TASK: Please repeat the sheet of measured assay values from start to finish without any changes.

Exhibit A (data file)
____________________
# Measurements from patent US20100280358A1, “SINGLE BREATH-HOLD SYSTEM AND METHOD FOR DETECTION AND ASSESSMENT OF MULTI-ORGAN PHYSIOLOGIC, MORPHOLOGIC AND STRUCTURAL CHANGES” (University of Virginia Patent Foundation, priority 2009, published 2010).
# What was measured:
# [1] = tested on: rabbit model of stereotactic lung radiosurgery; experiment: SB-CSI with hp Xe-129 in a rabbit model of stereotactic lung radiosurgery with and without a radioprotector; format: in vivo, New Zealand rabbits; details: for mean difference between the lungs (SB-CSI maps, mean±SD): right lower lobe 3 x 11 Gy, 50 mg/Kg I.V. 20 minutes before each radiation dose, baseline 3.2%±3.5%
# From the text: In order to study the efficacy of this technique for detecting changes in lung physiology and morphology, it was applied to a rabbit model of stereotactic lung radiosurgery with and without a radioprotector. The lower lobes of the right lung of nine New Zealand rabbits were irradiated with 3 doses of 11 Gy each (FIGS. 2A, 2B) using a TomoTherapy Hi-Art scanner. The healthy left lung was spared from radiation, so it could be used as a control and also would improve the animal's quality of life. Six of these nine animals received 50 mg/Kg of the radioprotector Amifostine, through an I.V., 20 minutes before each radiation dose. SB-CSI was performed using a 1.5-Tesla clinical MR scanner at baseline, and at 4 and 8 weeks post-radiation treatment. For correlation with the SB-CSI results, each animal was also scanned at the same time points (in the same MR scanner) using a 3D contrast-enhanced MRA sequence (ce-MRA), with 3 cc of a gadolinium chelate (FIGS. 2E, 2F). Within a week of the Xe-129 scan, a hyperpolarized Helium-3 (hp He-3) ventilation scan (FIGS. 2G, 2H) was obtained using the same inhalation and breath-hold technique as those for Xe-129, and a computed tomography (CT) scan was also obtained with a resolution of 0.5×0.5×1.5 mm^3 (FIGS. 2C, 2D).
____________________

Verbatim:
# Measurements from patent US20100280358A1, “SINGLE BREATH-HOLD SYSTEM AND METHOD FOR DETECTION AND ASSESSMENT OF MULTI-ORGAN PHYSIOLOGIC, MORPHOLOGIC AND STRUCTURAL CHANGES” (University of Virginia Patent Foundation, priority 2009, published 2010).
# What was measured:
# [1] = tested on: rabbit model of stereotactic lung radiosurgery; experiment: SB-CSI with hp Xe-129 in a rabbit model of stereotactic lung radiosurgery with and without a radioprotector; format: in vivo, New Zealand rabbits; details: for mean difference between the lungs (SB-CSI maps, mean±SD): right lower lobe 3 x 11 Gy, 50 mg/Kg I.V. 20 minutes before each radiation dose, baseline 3.2%±3.5%
# From the text: In order to study the efficacy of this technique for detecting changes in lung physiology and morphology, it was applied to a rabbit model of stereotactic lung radiosurgery with and without a radioprotector. The lower lobes of the right lung of nine New Zealand rabbits were irradiated with 3 doses of 11 Gy each (FIGS. 2A, 2B) using a TomoTherapy Hi-Art scanner. The healthy left lung was spared from radiation, so it could be used as a control and also would improve the animal's quality of life. Six of these nine animals received 50 mg/Kg of the radioprotector Amifostine, through an I.V., 20 minutes before each radiation dose. SB-CSI was performed using a 1.5-Tesla clinical MR scanner at baseline, and at 4 and 8 weeks post-radiation treatment. For correlation with the SB-CSI results, each animal was also scanned at the same time points (in the same MR scanner) using a 3D contrast-enhanced MRA sequence (ce-MRA), with 3 cc of a gadolinium chelate (FIGS. 2E, 2F). Within a week of the Xe-129 scan, a hyperpolarized Helium-3 (hp He-3) ventilation scan (FIGS. 2G, 2H) was obtained using the same inhalation and breath-hold technique as those for Xe-129, and a computed tomography (CT) scan was also obtained with a resolution of 0.5×0.5×1.5 mm^3 (FIGS. 2C, 2D).